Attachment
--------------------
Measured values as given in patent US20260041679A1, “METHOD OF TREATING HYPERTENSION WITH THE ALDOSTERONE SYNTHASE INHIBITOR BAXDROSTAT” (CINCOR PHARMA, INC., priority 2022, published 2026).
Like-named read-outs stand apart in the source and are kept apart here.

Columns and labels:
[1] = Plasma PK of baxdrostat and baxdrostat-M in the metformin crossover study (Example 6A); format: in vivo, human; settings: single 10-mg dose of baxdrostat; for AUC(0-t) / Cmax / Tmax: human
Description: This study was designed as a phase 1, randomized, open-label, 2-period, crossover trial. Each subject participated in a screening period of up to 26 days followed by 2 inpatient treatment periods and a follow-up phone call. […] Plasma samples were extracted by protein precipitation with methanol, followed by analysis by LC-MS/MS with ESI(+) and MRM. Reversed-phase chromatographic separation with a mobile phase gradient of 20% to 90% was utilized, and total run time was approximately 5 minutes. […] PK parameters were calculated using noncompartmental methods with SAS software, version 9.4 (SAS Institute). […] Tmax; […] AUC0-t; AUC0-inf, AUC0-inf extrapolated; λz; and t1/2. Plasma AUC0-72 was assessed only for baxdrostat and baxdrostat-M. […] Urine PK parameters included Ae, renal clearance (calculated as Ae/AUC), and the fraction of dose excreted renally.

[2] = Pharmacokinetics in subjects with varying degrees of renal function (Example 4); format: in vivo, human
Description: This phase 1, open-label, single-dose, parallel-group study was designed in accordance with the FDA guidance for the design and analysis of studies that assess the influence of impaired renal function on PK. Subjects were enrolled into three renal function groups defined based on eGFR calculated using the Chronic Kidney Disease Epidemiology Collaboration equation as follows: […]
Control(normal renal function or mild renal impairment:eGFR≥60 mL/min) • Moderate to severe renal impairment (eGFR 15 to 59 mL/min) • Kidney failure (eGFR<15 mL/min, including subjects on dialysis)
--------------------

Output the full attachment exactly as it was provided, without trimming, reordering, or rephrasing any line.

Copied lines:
Measured values as given in patent US20260041679A1, “METHOD OF TREATING HYPERTENSION WITH THE ALDOSTERONE SYNTHASE INHIBITOR BAXDROSTAT” (CINCOR PHARMA, INC., priority 2022, published 2026).
Like-named read-outs stand apart in the source and are kept apart here.

Columns and labels:
[1] = Plasma PK of baxdrostat and baxdrostat-M in the metformin crossover study (Example 6A); format: in vivo, human; settings: single 10-mg dose of baxdrostat; for AUC(0-t) / Cmax / Tmax: human
Description: This study was designed as a phase 1, randomized, open-label, 2-period, crossover trial. Each subject participated in a screening period of up to 26 days followed by 2 inpatient treatment periods and a follow-up phone call. […] Plasma samples were extracted by protein precipitation with methanol, followed by analysis by LC-MS/MS with ESI(+) and MRM. Reversed-phase chromatographic separation with a mobile phase gradient of 20% to 90% was utilized, and total run time was approximately 5 minutes. […] PK parameters were calculated using noncompartmental methods with SAS software, version 9.4 (SAS Institute). […] Tmax; […] AUC0-t; AUC0-inf, AUC0-inf extrapolated; λz; and t1/2. Plasma AUC0-72 was assessed only for baxdrostat and baxdrostat-M. […] Urine PK parameters included Ae, renal clearance (calculated as Ae/AUC), and the fraction of dose excreted renally.

[2] = Pharmacokinetics in subjects with varying degrees of renal function (Example 4); format: in vivo, human
Description: This phase 1, open-label, single-dose, parallel-group study was designed in accordance with the FDA guidance for the design and analysis of studies that assess the influence of impaired renal function on PK. Subjects were enrolled into three renal function groups defined based on eGFR calculated using the Chronic Kidney Disease Epidemiology Collaboration equation as follows: […]
Control(normal renal function or mild renal impairment:eGFR≥60 mL/min) • Moderate to severe renal impairment (eGFR 15 to 59 mL/min) • Kidney failure (eGFR<15 mL/min, including subjects on dialysis)